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Techniques>Movement>Pivoting

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Pivoting

Intro

Pivoting is when you rotate your body around one foot. Pivoting is a much slower motion than spinning.

Purposes of pivoting

The pivot serves several purposes:
  • It provides a way to change the orientation of a stance without taking a step by rotating the body's center of mass around its body’s centerline. For example, to move from a forward facing left back stance to a rearward facing right back stance you pivot 90-degrees to the right on both heels while turning the body the 180-degrees to the right into the new stance. 
  • It adds power to a kick or hand strike by rotating body mass about a fixed point; thus adding the rotating mass to the attacking foot or hand. The rotation of body mass also adds angular acceleration to strikes and kicks to increase their striking force.
  • It allows you to increase or decrease range when needed in defending or attacking without having to take steps.
  • It allows you to rotate the body in a way that protects vulnerable targets and draws attacker into your counterattacks.
  • The rotation of the pivot may deflect a blow as it slides over the rotating body mass instead of making a direct impact.

Ball or heel rotation

When the foot rotates during a pivot, the rotation may occur on the ball of the foot or on the heel. Each method has advantages and disadvantages.

Ball

Pivoting on the ball of the foot allows one to maintain a strong tendon connection between the ankle and leg, so the leg is stronger in resisting a foot sweep. People with limited hip flexibility may find upper body rotation easier when pivoting on the ball of the foot. A disadvantage is that there is a tendency to fling the body mass forward while shifting onto the ball, which may cause a loss of balance. Examples of a ball pivot are:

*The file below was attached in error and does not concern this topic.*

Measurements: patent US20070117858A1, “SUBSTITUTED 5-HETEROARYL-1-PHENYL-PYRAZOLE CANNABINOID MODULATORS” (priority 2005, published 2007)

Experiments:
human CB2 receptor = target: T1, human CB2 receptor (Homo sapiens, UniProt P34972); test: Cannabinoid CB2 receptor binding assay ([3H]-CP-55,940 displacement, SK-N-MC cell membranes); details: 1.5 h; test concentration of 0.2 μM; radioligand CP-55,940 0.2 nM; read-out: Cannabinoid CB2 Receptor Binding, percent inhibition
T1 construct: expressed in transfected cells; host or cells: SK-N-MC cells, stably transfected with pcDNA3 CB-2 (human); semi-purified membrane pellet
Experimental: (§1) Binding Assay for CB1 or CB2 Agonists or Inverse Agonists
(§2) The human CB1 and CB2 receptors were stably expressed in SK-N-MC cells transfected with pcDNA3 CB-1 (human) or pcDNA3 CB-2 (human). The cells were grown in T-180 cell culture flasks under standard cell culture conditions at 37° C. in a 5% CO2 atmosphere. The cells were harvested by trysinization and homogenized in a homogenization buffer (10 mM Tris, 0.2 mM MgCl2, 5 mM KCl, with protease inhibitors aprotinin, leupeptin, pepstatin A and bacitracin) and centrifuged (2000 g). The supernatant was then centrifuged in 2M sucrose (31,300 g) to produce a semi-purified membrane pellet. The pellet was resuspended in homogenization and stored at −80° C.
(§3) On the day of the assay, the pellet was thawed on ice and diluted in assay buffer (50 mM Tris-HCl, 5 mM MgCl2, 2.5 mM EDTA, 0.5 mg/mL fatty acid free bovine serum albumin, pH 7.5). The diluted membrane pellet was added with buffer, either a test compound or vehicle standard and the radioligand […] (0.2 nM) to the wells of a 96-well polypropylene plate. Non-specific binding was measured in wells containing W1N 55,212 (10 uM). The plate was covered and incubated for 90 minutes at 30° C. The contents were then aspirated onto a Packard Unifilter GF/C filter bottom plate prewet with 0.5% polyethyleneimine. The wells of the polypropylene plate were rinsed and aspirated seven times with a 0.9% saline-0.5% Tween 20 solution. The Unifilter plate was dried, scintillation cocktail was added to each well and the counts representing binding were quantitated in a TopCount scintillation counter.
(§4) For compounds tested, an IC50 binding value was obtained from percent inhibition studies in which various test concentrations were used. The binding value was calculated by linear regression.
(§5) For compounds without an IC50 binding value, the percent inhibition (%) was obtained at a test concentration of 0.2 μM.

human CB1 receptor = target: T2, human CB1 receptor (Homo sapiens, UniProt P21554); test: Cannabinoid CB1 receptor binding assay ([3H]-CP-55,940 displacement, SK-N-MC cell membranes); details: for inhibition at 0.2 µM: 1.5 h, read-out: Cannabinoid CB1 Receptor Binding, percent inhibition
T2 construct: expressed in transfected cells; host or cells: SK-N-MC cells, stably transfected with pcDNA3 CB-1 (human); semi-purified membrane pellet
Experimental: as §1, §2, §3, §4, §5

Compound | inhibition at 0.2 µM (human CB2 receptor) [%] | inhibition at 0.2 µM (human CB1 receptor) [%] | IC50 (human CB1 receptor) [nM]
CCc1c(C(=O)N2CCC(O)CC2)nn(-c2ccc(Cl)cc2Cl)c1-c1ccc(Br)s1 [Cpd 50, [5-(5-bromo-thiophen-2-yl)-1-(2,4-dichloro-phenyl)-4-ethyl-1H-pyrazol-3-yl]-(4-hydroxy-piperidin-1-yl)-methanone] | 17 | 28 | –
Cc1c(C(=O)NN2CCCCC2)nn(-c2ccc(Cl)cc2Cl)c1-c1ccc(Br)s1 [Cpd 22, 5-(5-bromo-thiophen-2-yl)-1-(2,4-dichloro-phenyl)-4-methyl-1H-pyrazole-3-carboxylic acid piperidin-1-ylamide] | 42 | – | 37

• When pivoting in preparation for a rear leg kick, such as round kick or a hook kick, the pivot is made on the ball of the lead foot with the heel slightly raised.
  • When pivoting from a front left cat stance to a rear right cat stance, the pivot is made on the balls of both feet with the heels of the feet slightly raised.

Heel

Pivoting on the heel permits greater thrust off the ground and helps maintain spinal/pelvic alignment for superior balance; however, the ankle/tendon connection to the leg is lessened, making the leg more vulnerable to sweeps. A disadvantage is that mobility is lessened because of the loss of the springing action of the ball/instep. Another disadvantage is the weight must be transferred to the ball before lunging. People with poor waist flexibility may find upper body rotation difficult when pivoting on the heel. An example of a heel pivot is when pivoting from a forward left back stance to a rear right back stance, the pivot is made on the heels of both feet with the balls of the feet slightly raised.

How to pivot

If you tell beginning students to pivot on their supporting foot, they will all do it. However, not all of them will do it the same way. Some will pivot on the heel of the foot and some on the ball. When we step forward, the heel strikes the ground first, the foot presses flat as it keeps rotating and then it pushes off the ball into the next step. When we step backward, the sequence reverses; the ball strikes first, the foot flattens, and then we push off the heel.

Along with these movements come the weight shifts that must occur at the correct position of the pivot. A pivot may occur at either of these foot contact points as long as the weight is kept centered over the pivot point.The pivoting knee must be kept flexed during the movements so you may maintain the ability to push explosively off the pivoting foot into your attack.

When in hand-to-hand combat with another person, we normally do not take steps; we slide the feet into position. If we step in a combat situation, we may step on a rock, stick, bottle, water, etc. that may cause us to fall or a least hesitate for a second to regain our balance. That moment’s hesitation could mean the difference in living or dying. Therefore, during a pivot, the non-pivoting foot lightly sweeps across the ground to clear away any debris, and to allow immediate firm contact with the ground if needed.

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